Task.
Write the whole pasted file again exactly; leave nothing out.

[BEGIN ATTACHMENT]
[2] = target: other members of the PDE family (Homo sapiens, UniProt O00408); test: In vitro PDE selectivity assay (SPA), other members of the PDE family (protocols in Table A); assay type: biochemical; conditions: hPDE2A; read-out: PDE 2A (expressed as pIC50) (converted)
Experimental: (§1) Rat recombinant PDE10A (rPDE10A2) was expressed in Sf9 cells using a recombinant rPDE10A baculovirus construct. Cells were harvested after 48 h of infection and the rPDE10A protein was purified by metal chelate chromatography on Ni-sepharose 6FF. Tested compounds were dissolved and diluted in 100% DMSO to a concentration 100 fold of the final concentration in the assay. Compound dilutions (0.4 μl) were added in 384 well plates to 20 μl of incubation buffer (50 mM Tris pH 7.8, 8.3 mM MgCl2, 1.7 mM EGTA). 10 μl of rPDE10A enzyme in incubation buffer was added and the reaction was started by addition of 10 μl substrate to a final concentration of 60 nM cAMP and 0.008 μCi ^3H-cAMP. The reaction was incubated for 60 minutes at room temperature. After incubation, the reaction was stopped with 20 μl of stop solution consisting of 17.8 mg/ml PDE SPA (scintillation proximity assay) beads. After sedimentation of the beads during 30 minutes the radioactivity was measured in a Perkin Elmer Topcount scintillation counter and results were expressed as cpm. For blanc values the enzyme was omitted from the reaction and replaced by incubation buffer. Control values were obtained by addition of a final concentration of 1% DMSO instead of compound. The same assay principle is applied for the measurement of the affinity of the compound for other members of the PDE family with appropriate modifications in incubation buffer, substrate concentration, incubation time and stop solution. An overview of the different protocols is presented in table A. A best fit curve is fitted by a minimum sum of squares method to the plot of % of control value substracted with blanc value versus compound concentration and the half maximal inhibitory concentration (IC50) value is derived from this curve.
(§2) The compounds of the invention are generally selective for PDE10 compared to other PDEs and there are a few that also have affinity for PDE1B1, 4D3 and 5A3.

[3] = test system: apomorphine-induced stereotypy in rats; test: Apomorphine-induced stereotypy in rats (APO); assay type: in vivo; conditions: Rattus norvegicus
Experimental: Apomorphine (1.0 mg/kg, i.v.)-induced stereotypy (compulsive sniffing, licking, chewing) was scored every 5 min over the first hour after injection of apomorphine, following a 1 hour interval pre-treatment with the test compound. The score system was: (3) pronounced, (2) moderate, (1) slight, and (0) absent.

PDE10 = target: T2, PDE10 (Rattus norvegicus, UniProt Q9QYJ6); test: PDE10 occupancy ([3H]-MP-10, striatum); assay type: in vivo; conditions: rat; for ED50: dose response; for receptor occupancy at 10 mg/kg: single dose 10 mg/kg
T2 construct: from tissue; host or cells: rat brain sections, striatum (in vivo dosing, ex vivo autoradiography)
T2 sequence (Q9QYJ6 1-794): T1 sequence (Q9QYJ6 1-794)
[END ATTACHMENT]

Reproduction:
[2] = target: other members of the PDE family (Homo sapiens, UniProt O00408); test: In vitro PDE selectivity assay (SPA), other members of the PDE family (protocols in Table A); assay type: biochemical; conditions: hPDE2A; read-out: PDE 2A (expressed as pIC50) (converted)
Experimental: (§1) Rat recombinant PDE10A (rPDE10A2) was expressed in Sf9 cells using a recombinant rPDE10A baculovirus construct. Cells were harvested after 48 h of infection and the rPDE10A protein was purified by metal chelate chromatography on Ni-sepharose 6FF. Tested compounds were dissolved and diluted in 100% DMSO to a concentration 100 fold of the final concentration in the assay. Compound dilutions (0.4 μl) were added in 384 well plates to 20 μl of incubation buffer (50 mM Tris pH 7.8, 8.3 mM MgCl2, 1.7 mM EGTA). 10 μl of rPDE10A enzyme in incubation buffer was added and the reaction was started by addition of 10 μl substrate to a final concentration of 60 nM cAMP and 0.008 μCi ^3H-cAMP. The reaction was incubated for 60 minutes at room temperature. After incubation, the reaction was stopped with 20 μl of stop solution consisting of 17.8 mg/ml PDE SPA (scintillation proximity assay) beads. After sedimentation of the beads during 30 minutes the radioactivity was measured in a Perkin Elmer Topcount scintillation counter and results were expressed as cpm. For blanc values the enzyme was omitted from the reaction and replaced by incubation buffer. Control values were obtained by addition of a final concentration of 1% DMSO instead of compound. The same assay principle is applied for the measurement of the affinity of the compound for other members of the PDE family with appropriate modifications in incubation buffer, substrate concentration, incubation time and stop solution. An overview of the different protocols is presented in table A. A best fit curve is fitted by a minimum sum of squares method to the plot of % of control value substracted with blanc value versus compound concentration and the half maximal inhibitory concentration (IC50) value is derived from this curve.
(§2) The compounds of the invention are generally selective for PDE10 compared to other PDEs and there are a few that also have affinity for PDE1B1, 4D3 and 5A3.

[3] = test system: apomorphine-induced stereotypy in rats; test: Apomorphine-induced stereotypy in rats (APO); assay type: in vivo; conditions: Rattus norvegicus
Experimental: Apomorphine (1.0 mg/kg, i.v.)-induced stereotypy (compulsive sniffing, licking, chewing) was scored every 5 min over the first hour after injection of apomorphine, following a 1 hour interval pre-treatment with the test compound. The score system was: (3) pronounced, (2) moderate, (1) slight, and (0) absent.

PDE10 = target: T2, PDE10 (Rattus norvegicus, UniProt Q9QYJ6); test: PDE10 occupancy ([3H]-MP-10, striatum); assay type: in vivo; conditions: rat; for ED50: dose response; for receptor occupancy at 10 mg/kg: single dose 10 mg/kg
T2 construct: from tissue; host or cells: rat brain sections, striatum (in vivo dosing, ex vivo autoradiography)
T2 sequence (Q9QYJ6 1-794): T1 sequence (Q9QYJ6 1-794)